A flexible method for information system security policy specification

  • Rodolphe Ortalo
Conference paper
Part of the Lecture Notes in Computer Science book series (LNCS, volume 1485)


This paper presents a method for the specification of the security of information systems. The proposed approach provides a flexible and expressive specification method, corresponding to the specific needs of organizations. First, we outline the overall guidelines of the security policy definition process, and the different consistency issues associated to the description of the security requirements of an organization information system. The specification language used is based on a convenient extension of deontic logic. The formalism and its extensions are defined briefly. To illustrate the use of this formalism, the paper presents how the method applies to the description of the security requirements of a real organization: a medium-size bank agency.


security policy specification information systems deontic logic 


Unable to display preview. Download preview PDF.

Unable to display preview. Download preview PDF.


  1. 1.
    D. E. Bell, L. J. LaPadula, Secure Computer Systems: Unified Exposition and Multics Interpretation, The MITRE Corporation, Report ESD-TR-73-306, 1975.Google Scholar
  2. 2.
    L. Catach, “TABLEAUX: A General Theorem Prover for Modal Logics”, Journal of Automated Reasoning, vol. 7, pp. 489–510, 1991.MATHMathSciNetCrossRefGoogle Scholar
  3. 3.
    B. F. Chellas, Modal Logic: An Introduction, 295 p., ISBN 0-521-29515-7, Cambridge University Press, 1980.Google Scholar
  4. 4.
    L. Cholvy, F. Cuppens, “Analyzing Consistency of Security Policies”, in IEEE Symposium on Security and Privacy, Oakland, California, May 4–7, pp. 103–112, ISBN 0-8186-7828-3, IEEE Computer Society Press, 1997.Google Scholar
  5. 5.
    F. Cuppens, C. Saurel, “Specifying a Security Policy: A Case Study”, in 9th IEEE Computer Security Foundations Workshop, Kenmare, Ireland, June 10–12, pp. 123–134, ISBN 0-8186-7522-5, IEEE Computer Society Press, 1996.Google Scholar
  6. 6.
    L. Fariñas del Cerro, A. Herzig, “Modal Deduction with Applications in Epistemic and Temporal Logic”, in Handbook of Logic in Artificial Intelligence and Logic Programming, Epistemic and Temporal Reasoning (D. M. Gabbay, C. J. Hogger, J.A. Robinson, Eds.), vol. 4/5, pp. 499–594, ISBN 0-19-853791-3, Oxford Science Publications, 1995.Google Scholar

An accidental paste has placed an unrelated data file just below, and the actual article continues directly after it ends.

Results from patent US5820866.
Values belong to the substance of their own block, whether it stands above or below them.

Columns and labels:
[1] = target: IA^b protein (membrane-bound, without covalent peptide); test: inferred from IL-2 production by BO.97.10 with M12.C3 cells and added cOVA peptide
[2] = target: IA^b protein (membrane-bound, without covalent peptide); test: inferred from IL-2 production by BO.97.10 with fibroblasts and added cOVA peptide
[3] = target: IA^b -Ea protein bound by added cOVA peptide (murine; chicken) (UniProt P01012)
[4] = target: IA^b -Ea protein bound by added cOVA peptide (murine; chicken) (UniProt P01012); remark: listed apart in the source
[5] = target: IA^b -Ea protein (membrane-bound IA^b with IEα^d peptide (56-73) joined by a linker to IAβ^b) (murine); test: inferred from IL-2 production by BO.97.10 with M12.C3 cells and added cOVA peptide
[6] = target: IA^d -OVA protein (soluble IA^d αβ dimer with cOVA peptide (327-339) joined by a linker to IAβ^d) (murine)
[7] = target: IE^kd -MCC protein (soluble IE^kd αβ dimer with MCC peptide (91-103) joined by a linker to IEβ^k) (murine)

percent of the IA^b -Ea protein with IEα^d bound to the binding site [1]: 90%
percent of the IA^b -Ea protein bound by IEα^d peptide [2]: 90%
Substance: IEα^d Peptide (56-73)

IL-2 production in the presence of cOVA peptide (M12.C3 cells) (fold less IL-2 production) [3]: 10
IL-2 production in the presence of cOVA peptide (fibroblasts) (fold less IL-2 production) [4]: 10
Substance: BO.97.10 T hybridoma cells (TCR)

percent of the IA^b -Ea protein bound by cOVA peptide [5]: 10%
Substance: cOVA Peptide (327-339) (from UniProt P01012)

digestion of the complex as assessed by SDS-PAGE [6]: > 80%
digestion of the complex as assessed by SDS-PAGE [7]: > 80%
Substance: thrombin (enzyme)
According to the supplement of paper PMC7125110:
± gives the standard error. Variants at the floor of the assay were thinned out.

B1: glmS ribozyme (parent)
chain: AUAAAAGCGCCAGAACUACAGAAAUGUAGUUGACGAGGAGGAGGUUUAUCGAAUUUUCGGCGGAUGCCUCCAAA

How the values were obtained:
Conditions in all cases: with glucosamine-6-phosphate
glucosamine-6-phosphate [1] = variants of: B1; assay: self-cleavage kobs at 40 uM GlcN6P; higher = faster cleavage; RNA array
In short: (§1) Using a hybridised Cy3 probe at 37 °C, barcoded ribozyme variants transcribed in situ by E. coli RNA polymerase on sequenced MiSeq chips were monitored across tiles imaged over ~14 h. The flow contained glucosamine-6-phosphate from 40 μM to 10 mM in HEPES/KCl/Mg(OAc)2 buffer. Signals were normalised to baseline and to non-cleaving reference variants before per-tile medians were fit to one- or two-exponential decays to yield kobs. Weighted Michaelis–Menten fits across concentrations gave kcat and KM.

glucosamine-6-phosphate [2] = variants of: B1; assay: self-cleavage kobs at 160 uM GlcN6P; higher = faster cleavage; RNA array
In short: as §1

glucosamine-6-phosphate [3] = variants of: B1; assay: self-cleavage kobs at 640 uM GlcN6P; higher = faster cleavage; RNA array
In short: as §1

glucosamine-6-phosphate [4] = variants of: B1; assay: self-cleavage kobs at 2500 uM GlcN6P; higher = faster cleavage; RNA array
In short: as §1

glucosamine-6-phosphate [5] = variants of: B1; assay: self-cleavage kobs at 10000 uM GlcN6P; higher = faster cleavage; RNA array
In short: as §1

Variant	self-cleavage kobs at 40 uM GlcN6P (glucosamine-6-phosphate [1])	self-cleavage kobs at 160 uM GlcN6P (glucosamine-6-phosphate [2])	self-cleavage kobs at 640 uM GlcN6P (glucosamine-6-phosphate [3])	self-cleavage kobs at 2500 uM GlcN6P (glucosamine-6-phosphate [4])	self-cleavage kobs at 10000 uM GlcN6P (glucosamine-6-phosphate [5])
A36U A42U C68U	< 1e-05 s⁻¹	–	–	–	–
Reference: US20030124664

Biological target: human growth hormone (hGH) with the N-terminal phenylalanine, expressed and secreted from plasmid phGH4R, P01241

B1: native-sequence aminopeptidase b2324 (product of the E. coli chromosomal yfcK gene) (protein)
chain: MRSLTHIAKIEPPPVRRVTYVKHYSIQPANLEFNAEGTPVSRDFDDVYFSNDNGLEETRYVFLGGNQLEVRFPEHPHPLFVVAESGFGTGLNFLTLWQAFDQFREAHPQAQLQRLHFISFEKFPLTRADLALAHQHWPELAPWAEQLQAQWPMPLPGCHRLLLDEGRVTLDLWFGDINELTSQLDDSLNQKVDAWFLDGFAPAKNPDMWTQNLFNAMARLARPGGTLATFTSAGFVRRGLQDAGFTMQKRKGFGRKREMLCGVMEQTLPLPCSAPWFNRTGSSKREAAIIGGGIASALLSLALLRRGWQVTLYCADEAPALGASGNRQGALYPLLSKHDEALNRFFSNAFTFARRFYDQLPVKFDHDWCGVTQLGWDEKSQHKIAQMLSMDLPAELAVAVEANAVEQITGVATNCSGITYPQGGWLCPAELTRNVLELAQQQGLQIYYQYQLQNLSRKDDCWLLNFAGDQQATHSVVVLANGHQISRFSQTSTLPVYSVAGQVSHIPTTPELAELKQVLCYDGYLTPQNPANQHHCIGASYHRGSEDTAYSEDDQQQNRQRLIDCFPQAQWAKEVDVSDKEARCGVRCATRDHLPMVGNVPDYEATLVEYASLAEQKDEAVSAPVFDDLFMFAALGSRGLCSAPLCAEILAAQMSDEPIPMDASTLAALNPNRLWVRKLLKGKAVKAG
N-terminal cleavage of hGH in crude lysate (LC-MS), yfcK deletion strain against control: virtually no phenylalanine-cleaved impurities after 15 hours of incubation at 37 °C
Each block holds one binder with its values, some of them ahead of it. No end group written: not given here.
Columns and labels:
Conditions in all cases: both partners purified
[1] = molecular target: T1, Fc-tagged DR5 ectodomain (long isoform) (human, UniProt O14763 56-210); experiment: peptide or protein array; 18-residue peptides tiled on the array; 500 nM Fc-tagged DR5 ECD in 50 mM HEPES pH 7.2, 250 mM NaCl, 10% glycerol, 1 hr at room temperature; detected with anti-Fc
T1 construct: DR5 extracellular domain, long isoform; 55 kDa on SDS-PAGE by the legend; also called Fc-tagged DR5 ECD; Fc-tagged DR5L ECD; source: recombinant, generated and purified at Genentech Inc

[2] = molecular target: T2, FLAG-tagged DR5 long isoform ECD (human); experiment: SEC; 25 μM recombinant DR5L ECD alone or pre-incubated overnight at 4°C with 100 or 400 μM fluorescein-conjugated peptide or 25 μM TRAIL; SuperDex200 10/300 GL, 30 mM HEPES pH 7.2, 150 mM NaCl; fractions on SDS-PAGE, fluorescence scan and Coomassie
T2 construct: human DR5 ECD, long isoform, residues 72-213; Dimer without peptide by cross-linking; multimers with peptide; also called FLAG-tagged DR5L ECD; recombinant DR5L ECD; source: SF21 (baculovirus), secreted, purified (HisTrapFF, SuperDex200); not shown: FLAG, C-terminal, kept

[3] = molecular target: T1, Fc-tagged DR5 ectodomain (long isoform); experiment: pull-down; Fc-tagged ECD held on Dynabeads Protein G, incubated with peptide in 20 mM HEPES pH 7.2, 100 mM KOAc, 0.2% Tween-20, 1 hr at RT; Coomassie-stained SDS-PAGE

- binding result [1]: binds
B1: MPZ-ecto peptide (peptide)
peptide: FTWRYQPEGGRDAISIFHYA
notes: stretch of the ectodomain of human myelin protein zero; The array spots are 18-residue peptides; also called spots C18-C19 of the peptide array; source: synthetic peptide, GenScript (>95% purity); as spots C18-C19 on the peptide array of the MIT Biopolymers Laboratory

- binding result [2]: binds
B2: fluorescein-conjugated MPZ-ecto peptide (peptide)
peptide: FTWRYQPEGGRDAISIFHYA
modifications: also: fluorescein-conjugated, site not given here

7. 7.
    M. Fitting, “First-Order Modal Tableaux”, Journal of Automated Reasoning, vol. 4, no. 2, pp. 191–213, 1988.MATHMathSciNetCrossRefGoogle Scholar
  8. 8.
    M. Fitting, “Basic Modal Logic”, in Handbook of Logic in Artificial Intelligence and Logic Programming, Logical Foundations (D.M. Gabbay, C. J. Hogger, J.A. Robinson, Eds.), vol. 1/5, pp. 365–448, ISBN 0-19-853745-X, Oxford Science Publications, 1993.Google Scholar
  9. 9.
    J. Glasgow, G. McEwen, P. Panangaden, “A Logic for Reasoning About Security”, in Computer Security Foundations Workshop, Franconia, pp. 2–13, IEEE Computer Society Press, 1990.Google Scholar
  10. 10.
    ITSEC, Information Technology Security Evaluation Criteria, v1.2, 163 p., ISBN 92-826-3004-8, Office for Official Publications of the European Communities, Luxembourg, 1991.Google Scholar
  11. 11.
    ITSEM, Information Technology Security Evaluation Manual, v1.0, 262 p., ISBN 92-826-7087-2, Office for Official Publications of the European Communities, Luxembourg, 1993.Google Scholar
  12. 12.
    A. J. I. Jones, M. Sergot, “Formal Specification of Security Requirements using the Theory of Normative Positions”, in Second European Symposium On Research In Computer Security (ESORICS 92), (Y. Deswarte, G. Eizenberg, J.-J. Quisquater, Eds.), Toulouse, France, November 23–25, LNCS, 648, pp. 103–121, ISBN 3-540-56246-X & 0-387-56246-X, Springer-Verlag, 1992.Google Scholar
  13. 13.
    S. A. Kripke, “Semantical Considerations in Modal Logic”, Acta Philosophica Fennica, vol. 16, pp. 83–94, 1963.MATHMathSciNetGoogle Scholar
  14. 14.
    G. Kuper, “Logic Programming with Sets”, in 6th ACM Conference on Principles of Database Systems (PODS), San Diego, California, USA, March 23–25, pp. 11–20, ISBN 0-89791-223-3, ACM Press, 1987.Google Scholar
  15. 15.
    J.-J. C. Meyer, R. J. Wieringa (Eds.), Deontic Logic in Computer Science, 317p., ISBN 0-471-93743-6, Jon Wiley & Sons, 1993.Google Scholar
  16. 16.
    B. A. Myers, R. G. McDaniel, R. C. Miller, A. S. Ferrency, A. Faulring, B. D. Kyle, A. Mickish, A. Klimovitski, P. Doane, “The Amulet Environment: New Models for Effective User Interface Software Development”, IEEE Transations on Software Engineering, vol. 23, no. 6, pp. 347–365, June, 1997.CrossRefGoogle Scholar
  17. 17.
    R. Ortalo, Using Role-Based Abstractions for Security Policy Specification with Deontic Logic, 20 p., LAAS-CNRS, Report 97216, June, 1997.Google Scholar
  18. 18.
    R. Ortalo, Y. Deswarte, “Quantitative Evaluation of Information System Security”, in 14th IFIP International Information Security Conference (IFIP/SEC’98), August31–September 4, Vienna-Budapest, Austria-Hungary, Chapman & Hall, 1998. (to appear)Google Scholar
  19. 19.
    R. S. Sandhu, E. J. Coyne, H. L. Feinstein, C. E. Youman, “Role-Based Access Control Models”, IEEE Computer, vol. 29, no.2, pp. 38–47, February, 1996.Google Scholar

Copyright information

© Springer-Verlag Berlin Heidelberg 1998

Authors and Affiliations

  • Rodolphe Ortalo
    • 1
  1. 1.LAAS-CNRSToulouse cedex 4France

Personalised recommendations